cover image Made to Explode

Made to Explode

Sandra Beasley. Norton, $26.95 (88p) ISBN 978-0-393-53160-2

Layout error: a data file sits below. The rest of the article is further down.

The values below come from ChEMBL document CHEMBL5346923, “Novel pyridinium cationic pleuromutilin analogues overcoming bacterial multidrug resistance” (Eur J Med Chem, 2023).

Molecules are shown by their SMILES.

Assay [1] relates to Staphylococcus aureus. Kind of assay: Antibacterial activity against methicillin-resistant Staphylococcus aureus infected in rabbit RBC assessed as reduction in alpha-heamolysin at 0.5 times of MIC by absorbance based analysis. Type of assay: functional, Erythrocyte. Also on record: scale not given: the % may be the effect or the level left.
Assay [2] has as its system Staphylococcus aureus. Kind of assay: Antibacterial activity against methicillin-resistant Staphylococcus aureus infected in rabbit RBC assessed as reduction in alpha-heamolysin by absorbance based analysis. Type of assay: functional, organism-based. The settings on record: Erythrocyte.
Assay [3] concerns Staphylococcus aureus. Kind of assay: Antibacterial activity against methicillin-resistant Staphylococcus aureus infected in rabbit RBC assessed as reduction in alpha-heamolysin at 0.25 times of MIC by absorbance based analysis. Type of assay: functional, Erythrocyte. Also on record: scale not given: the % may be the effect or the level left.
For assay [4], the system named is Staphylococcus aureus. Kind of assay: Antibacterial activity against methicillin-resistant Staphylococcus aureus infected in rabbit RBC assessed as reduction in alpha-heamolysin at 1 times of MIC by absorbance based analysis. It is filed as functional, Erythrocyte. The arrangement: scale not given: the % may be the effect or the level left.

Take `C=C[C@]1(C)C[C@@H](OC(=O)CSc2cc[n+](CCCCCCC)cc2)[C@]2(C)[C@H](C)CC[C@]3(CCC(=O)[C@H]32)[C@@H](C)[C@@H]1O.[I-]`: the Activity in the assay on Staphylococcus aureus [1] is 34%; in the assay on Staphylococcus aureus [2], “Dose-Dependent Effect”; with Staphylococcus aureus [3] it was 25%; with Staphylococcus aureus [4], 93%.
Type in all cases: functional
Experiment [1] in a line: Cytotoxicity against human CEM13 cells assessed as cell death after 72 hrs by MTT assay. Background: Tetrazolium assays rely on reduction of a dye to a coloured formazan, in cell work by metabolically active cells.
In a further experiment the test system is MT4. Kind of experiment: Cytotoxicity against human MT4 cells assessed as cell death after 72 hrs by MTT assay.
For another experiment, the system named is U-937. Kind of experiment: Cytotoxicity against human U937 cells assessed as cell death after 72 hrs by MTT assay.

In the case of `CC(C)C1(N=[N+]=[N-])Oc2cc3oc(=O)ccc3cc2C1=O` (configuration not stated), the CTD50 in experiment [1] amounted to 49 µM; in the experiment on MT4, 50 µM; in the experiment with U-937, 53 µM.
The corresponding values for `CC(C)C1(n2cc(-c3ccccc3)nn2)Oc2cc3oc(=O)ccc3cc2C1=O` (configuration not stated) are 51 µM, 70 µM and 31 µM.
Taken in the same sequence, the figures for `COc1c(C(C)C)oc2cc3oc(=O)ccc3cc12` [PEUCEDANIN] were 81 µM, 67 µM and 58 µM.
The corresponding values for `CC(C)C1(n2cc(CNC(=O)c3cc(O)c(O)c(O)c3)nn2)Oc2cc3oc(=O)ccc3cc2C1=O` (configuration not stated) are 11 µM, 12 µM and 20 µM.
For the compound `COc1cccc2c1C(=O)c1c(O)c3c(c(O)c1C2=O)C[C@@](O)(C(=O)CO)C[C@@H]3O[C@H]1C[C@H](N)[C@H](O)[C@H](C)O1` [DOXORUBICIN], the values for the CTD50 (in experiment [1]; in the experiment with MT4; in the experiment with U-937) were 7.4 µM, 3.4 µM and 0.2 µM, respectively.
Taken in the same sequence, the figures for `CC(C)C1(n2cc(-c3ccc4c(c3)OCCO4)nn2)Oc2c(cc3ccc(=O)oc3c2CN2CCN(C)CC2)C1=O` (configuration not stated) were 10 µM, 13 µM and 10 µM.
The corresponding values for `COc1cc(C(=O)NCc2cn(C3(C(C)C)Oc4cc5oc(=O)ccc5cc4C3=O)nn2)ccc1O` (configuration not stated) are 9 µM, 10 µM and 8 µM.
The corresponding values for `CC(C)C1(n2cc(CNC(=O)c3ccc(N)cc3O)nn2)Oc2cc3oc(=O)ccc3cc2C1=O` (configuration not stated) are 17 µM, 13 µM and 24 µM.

The vibrant fourth collection from Beasley (Count the Waves) offers a litany of sensual pleasures and careful self-reckoning. Playful considerations of peaches, fried fish, grits, and other foods serve the poet to wide-ranging ends. Imagining the painter Marc Chagall transplanted from Belarus to Biloxi, the poet rhapsodizes about the silver fish native to the Gulf: “holy mullet would/ ring over his rooftops—// mullet, on violin—rooster/ and mullet, mullet and goat,” and muses, “how one// can scavenge the bottom/ and still rise, without apology,/ by the silvered dozen.” A series of ekphrastic prose poems at the book’s center describe national monuments, relying on their less than subtle ironies. On Roosevelt’s memorial: “This sculpted wall is supposed to speak of WPA, CCC, the alphabet agencies. But its Braille dots are oversized beyond any one fingertip. This is gibberish, a visitor says, feeling the spaces between.” Throughout the book, the poet contends with the pain of coming to terms with her Southern white heritage. A poem about whiteness, in which “my performative strip of self/ still trash[es] up the place,” ends with an ancestral invocation: “Virginia, my ghosts/ need gathering./ Come to the table/ and sit, goddamit. Sit.” Beasley uses her trademark humor and wit to explore the heavier parts of personal and national identity in this energetic and varied outing. (Feb.)